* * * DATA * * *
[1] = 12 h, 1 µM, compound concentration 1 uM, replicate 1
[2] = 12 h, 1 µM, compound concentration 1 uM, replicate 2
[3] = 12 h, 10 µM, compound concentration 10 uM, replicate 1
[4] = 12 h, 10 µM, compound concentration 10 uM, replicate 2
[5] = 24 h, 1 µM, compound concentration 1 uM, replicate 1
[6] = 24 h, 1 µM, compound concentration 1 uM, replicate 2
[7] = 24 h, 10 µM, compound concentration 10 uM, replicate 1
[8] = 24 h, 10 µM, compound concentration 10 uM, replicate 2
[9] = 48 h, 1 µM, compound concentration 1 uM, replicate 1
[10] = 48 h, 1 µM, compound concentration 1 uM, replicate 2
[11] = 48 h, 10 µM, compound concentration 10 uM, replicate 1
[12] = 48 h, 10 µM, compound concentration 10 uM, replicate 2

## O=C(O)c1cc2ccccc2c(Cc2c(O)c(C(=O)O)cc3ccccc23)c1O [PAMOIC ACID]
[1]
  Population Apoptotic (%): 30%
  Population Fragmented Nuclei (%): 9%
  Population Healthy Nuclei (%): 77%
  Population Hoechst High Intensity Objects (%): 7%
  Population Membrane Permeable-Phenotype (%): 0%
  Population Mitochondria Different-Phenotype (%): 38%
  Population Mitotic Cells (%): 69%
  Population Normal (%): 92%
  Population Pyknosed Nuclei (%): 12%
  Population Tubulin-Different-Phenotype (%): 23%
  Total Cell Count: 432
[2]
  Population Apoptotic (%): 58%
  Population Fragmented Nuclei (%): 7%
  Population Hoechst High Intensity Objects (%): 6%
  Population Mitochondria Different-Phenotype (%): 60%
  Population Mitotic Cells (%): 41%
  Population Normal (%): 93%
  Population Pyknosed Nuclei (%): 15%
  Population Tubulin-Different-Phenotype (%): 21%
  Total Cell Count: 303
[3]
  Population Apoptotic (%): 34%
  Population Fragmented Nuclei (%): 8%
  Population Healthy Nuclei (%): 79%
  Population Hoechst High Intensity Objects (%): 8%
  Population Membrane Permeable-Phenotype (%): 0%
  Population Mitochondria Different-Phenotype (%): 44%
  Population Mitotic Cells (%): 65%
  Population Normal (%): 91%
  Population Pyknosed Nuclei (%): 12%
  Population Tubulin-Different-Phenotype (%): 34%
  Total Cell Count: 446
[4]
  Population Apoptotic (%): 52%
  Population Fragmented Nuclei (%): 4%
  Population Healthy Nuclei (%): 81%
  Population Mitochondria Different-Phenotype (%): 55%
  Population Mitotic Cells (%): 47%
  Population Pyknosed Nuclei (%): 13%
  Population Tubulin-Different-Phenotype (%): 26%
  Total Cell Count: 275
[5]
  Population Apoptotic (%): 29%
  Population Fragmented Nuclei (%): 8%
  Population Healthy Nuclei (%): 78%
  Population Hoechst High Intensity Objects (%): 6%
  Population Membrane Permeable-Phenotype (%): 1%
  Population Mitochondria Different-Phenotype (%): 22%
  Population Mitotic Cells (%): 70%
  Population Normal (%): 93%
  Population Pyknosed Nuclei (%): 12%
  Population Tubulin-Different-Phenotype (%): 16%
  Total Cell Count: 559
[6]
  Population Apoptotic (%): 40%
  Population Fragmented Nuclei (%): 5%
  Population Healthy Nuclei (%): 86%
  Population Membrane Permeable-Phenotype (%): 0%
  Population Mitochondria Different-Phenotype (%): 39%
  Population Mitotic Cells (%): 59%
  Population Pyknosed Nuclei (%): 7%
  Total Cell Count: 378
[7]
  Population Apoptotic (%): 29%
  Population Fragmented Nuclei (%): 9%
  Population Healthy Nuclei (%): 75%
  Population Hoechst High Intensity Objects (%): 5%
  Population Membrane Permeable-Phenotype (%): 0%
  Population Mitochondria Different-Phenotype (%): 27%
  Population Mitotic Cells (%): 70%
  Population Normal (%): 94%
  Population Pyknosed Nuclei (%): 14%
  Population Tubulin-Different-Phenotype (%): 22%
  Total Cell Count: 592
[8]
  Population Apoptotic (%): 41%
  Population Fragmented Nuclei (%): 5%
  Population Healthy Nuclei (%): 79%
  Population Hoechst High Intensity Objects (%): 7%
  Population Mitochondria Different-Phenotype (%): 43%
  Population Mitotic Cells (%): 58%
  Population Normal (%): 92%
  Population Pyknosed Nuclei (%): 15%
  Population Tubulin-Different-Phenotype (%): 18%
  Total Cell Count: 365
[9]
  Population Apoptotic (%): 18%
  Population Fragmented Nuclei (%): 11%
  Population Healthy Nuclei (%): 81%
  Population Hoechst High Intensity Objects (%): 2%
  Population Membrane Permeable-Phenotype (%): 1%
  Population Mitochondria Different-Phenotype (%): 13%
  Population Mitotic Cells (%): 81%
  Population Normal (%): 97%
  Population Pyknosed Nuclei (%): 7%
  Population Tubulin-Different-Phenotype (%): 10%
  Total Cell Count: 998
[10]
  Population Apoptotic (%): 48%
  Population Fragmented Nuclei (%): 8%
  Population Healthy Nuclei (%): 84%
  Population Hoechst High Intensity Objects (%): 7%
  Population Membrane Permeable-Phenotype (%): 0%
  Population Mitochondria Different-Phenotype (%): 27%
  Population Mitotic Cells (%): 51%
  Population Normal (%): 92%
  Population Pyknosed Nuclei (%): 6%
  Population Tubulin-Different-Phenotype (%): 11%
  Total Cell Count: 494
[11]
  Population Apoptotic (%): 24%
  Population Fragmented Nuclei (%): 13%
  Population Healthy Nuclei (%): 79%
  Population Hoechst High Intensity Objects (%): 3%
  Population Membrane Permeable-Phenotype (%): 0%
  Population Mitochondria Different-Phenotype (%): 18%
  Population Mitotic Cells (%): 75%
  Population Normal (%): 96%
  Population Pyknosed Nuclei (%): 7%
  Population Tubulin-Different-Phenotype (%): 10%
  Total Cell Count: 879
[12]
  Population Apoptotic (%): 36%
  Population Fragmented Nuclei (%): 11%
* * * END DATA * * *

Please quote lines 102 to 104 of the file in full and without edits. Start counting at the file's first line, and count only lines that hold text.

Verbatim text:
  Population Apoptotic (%): 18%
  Population Fragmented Nuclei (%): 11%
  Population Healthy Nuclei (%): 81%